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Abstract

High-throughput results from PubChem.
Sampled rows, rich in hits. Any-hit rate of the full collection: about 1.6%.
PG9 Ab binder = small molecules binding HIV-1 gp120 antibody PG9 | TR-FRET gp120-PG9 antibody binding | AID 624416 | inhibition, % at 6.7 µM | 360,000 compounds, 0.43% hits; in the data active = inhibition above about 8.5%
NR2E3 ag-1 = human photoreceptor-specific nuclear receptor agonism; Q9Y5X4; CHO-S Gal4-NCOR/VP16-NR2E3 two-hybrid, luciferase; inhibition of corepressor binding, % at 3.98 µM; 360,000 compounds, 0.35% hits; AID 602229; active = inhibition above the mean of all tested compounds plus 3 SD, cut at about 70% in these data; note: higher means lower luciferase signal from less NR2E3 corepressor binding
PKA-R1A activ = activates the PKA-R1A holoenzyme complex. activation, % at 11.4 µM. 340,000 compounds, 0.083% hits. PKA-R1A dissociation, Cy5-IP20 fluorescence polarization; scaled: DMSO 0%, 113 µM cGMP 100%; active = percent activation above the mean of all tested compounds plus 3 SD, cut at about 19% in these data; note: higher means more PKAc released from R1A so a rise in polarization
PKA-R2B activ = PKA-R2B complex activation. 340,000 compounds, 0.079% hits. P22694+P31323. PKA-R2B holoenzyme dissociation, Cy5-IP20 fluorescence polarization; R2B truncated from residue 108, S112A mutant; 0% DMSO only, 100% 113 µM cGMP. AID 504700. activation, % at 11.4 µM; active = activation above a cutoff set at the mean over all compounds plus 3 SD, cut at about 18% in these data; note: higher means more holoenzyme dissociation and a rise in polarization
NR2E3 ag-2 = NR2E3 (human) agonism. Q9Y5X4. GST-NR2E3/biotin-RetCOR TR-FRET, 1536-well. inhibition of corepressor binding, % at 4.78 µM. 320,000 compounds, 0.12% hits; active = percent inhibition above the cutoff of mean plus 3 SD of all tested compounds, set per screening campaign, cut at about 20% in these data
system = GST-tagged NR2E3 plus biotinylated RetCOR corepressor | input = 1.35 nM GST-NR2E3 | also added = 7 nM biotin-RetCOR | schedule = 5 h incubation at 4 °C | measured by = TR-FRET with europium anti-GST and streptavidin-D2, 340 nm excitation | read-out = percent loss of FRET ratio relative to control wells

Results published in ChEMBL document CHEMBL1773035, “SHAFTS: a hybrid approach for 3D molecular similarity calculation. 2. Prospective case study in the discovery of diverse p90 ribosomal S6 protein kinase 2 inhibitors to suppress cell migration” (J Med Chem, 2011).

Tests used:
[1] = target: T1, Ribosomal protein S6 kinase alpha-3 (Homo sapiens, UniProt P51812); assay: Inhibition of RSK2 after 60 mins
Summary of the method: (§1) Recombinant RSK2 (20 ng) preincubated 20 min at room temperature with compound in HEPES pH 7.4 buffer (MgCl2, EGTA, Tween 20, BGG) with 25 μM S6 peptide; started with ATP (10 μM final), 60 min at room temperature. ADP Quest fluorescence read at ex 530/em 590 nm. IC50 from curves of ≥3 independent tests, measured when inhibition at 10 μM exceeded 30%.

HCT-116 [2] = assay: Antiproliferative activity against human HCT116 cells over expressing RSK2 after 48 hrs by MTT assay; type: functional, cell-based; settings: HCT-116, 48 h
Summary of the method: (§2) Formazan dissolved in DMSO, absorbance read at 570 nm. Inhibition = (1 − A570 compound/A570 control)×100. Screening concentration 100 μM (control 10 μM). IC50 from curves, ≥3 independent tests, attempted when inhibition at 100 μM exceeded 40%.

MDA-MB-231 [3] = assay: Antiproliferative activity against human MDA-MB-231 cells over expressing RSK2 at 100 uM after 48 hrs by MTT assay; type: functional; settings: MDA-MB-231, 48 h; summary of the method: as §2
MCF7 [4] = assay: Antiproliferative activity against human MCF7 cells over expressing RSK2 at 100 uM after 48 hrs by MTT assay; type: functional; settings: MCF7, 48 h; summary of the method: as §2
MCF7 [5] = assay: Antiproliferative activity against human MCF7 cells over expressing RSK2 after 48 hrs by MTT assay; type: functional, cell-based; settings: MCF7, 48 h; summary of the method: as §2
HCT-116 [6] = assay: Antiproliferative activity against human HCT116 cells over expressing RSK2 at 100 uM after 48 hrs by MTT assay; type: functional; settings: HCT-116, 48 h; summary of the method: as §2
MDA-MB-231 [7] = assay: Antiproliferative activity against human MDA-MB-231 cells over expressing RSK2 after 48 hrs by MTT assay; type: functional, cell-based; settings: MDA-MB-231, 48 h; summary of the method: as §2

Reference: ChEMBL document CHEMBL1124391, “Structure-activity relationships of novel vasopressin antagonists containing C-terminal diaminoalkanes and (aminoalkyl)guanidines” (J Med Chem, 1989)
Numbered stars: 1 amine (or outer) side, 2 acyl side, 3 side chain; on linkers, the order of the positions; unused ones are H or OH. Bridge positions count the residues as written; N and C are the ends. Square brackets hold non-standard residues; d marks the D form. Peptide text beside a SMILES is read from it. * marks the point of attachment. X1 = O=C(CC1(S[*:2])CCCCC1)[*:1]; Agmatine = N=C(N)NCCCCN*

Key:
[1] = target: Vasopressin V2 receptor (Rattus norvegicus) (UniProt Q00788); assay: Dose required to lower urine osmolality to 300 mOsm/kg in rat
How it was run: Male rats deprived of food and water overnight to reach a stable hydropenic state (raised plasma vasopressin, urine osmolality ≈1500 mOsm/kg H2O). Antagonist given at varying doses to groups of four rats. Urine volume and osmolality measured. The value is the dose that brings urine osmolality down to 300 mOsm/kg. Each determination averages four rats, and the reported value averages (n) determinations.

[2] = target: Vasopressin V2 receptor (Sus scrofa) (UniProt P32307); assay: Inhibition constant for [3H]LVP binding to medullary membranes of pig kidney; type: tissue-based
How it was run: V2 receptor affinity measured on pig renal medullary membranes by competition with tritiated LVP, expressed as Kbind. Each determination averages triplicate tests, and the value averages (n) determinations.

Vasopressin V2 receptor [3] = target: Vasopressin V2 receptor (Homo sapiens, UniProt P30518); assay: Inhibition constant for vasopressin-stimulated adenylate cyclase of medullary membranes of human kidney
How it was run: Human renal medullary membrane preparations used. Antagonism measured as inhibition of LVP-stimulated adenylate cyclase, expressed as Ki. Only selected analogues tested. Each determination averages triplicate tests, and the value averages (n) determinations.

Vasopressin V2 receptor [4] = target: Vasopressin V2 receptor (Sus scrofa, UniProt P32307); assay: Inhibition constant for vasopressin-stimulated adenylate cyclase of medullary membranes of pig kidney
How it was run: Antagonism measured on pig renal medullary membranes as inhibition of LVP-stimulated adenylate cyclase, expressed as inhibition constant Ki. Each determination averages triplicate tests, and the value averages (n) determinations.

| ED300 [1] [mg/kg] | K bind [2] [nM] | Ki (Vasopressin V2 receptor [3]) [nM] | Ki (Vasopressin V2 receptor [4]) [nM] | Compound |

When do infants begin to communicate positive affect about physical objects to their social partners? We examined developmental changes in the timing of smiles during episodes of initiating joint attention that involved an infant gazing between an object and a social partner. Twenty-six typically developing infants were observed at 8, 10, and 12 months during the Early Social-Communication Scales, a semistructured assessment for eliciting initiating joint attention and related behaviors. The proportion of infant smiling during initiating joint attention episodes did not change with age, but there was a change in the timing of the smiles. The likelihood of infants smiling at an object and then gazing at the experimenter while smiling (anticipatory smiling) increased between 8 and 10 months and remained stable between 10 and 12 months. The increase in the number of infants who smiled at an object and then made eye contact suggests a developing ability to communicate positive affect about an object.